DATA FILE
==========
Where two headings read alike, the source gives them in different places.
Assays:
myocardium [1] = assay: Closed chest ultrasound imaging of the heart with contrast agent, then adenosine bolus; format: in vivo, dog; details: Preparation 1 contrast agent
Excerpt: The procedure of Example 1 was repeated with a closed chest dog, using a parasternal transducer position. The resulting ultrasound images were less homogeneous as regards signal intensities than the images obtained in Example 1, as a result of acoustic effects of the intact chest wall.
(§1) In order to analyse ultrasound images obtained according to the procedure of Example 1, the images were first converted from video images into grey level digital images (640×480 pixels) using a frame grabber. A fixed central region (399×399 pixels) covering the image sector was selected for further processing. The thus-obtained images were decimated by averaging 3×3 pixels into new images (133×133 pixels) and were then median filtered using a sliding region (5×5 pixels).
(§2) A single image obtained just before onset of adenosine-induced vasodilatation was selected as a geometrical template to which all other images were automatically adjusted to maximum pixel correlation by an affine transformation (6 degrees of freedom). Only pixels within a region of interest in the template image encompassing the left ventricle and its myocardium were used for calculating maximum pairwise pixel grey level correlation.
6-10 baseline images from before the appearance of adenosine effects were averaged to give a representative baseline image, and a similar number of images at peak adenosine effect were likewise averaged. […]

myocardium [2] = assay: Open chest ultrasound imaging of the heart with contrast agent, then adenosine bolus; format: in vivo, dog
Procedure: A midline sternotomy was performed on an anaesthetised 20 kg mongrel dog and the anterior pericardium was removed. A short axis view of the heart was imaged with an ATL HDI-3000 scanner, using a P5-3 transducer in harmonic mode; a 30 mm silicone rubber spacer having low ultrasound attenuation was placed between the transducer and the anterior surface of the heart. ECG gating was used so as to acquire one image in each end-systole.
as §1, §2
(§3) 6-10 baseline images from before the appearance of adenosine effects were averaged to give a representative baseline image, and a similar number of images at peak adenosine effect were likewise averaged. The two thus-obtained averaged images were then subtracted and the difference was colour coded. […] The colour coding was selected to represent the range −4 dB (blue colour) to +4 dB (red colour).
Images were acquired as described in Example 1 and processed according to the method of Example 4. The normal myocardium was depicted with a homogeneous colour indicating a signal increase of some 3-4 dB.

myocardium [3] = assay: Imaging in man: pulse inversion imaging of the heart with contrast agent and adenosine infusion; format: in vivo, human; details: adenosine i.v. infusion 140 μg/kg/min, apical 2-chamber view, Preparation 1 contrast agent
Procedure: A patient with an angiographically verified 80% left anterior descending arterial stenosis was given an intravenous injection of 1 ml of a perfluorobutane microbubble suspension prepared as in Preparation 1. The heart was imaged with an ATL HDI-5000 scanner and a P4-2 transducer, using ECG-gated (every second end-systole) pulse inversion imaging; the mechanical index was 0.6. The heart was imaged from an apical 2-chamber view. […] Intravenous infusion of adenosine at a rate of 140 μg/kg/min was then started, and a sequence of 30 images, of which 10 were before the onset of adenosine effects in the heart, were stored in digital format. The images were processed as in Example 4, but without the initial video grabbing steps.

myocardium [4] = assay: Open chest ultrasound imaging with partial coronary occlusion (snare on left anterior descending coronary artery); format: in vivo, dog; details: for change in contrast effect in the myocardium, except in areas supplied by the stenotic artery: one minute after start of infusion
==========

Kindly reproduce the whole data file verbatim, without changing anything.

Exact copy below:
Where two headings read alike, the source gives them in different places.
Assays:
myocardium [1] = assay: Closed chest ultrasound imaging of the heart with contrast agent, then adenosine bolus; format: in vivo, dog; details: Preparation 1 contrast agent
Excerpt: The procedure of Example 1 was repeated with a closed chest dog, using a parasternal transducer position. The resulting ultrasound images were less homogeneous as regards signal intensities than the images obtained in Example 1, as a result of acoustic effects of the intact chest wall.
(§1) In order to analyse ultrasound images obtained according to the procedure of Example 1, the images were first converted from video images into grey level digital images (640×480 pixels) using a frame grabber. A fixed central region (399×399 pixels) covering the image sector was selected for further processing. The thus-obtained images were decimated by averaging 3×3 pixels into new images (133×133 pixels) and were then median filtered using a sliding region (5×5 pixels).
(§2) A single image obtained just before onset of adenosine-induced vasodilatation was selected as a geometrical template to which all other images were automatically adjusted to maximum pixel correlation by an affine transformation (6 degrees of freedom). Only pixels within a region of interest in the template image encompassing the left ventricle and its myocardium were used for calculating maximum pairwise pixel grey level correlation.
6-10 baseline images from before the appearance of adenosine effects were averaged to give a representative baseline image, and a similar number of images at peak adenosine effect were likewise averaged. […]

myocardium [2] = assay: Open chest ultrasound imaging of the heart with contrast agent, then adenosine bolus; format: in vivo, dog
Procedure: A midline sternotomy was performed on an anaesthetised 20 kg mongrel dog and the anterior pericardium was removed. A short axis view of the heart was imaged with an ATL HDI-3000 scanner, using a P5-3 transducer in harmonic mode; a 30 mm silicone rubber spacer having low ultrasound attenuation was placed between the transducer and the anterior surface of the heart. ECG gating was used so as to acquire one image in each end-systole.
as §1, §2
(§3) 6-10 baseline images from before the appearance of adenosine effects were averaged to give a representative baseline image, and a similar number of images at peak adenosine effect were likewise averaged. The two thus-obtained averaged images were then subtracted and the difference was colour coded. […] The colour coding was selected to represent the range −4 dB (blue colour) to +4 dB (red colour).
Images were acquired as described in Example 1 and processed according to the method of Example 4. The normal myocardium was depicted with a homogeneous colour indicating a signal increase of some 3-4 dB.

myocardium [3] = assay: Imaging in man: pulse inversion imaging of the heart with contrast agent and adenosine infusion; format: in vivo, human; details: adenosine i.v. infusion 140 μg/kg/min, apical 2-chamber view, Preparation 1 contrast agent
Procedure: A patient with an angiographically verified 80% left anterior descending arterial stenosis was given an intravenous injection of 1 ml of a perfluorobutane microbubble suspension prepared as in Preparation 1. The heart was imaged with an ATL HDI-5000 scanner and a P4-2 transducer, using ECG-gated (every second end-systole) pulse inversion imaging; the mechanical index was 0.6. The heart was imaged from an apical 2-chamber view. […] Intravenous infusion of adenosine at a rate of 140 μg/kg/min was then started, and a sequence of 30 images, of which 10 were before the onset of adenosine effects in the heart, were stored in digital format. The images were processed as in Example 4, but without the initial video grabbing steps.

myocardium [4] = assay: Open chest ultrasound imaging with partial coronary occlusion (snare on left anterior descending coronary artery); format: in vivo, dog; details: for change in contrast effect in the myocardium, except in areas supplied by the stenotic artery: one minute after start of infusion